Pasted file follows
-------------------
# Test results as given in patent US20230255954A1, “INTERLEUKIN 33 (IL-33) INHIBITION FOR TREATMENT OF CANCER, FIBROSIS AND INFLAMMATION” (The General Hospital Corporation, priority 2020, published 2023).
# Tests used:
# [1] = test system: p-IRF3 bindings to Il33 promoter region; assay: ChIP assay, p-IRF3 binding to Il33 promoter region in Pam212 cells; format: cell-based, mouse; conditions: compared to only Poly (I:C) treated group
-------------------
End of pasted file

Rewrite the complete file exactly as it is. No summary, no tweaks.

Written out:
# Test results as given in patent US20230255954A1, “INTERLEUKIN 33 (IL-33) INHIBITION FOR TREATMENT OF CANCER, FIBROSIS AND INFLAMMATION” (The General Hospital Corporation, priority 2020, published 2023).
# Tests used:
# [1] = test system: p-IRF3 bindings to Il33 promoter region; assay: ChIP assay, p-IRF3 binding to Il33 promoter region in Pam212 cells; format: cell-based, mouse; conditions: compared to only Poly (I:C) treated group